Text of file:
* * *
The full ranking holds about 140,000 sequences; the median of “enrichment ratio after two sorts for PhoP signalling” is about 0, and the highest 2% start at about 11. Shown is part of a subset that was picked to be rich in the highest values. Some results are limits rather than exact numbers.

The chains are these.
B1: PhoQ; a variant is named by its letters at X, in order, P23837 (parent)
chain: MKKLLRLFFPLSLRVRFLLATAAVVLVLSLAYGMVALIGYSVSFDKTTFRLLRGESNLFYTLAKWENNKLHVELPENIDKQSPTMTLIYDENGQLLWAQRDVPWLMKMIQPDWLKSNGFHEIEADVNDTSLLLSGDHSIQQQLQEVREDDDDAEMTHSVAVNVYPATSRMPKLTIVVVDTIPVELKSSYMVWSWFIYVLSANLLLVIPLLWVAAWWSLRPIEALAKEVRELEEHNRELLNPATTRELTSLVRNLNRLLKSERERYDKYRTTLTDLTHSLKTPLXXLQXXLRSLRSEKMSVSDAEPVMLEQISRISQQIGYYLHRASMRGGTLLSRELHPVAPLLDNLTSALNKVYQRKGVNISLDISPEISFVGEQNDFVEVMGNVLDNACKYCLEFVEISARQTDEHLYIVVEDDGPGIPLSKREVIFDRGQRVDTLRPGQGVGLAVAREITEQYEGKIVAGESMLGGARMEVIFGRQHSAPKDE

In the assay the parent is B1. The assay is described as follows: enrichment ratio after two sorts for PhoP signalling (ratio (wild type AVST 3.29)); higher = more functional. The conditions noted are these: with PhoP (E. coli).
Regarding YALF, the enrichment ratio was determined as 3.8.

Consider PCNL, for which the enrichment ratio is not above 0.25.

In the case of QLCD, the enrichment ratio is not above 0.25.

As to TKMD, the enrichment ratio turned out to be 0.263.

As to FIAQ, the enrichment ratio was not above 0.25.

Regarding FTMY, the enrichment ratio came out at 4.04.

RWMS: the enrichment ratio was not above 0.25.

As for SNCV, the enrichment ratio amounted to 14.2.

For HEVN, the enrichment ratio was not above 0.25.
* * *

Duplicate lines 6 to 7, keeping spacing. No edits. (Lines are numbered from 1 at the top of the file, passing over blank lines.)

Regarding YALF, the enrichment ratio was determined as 3.8.

Consider PCNL, for which the enrichment ratio is not above 0.25.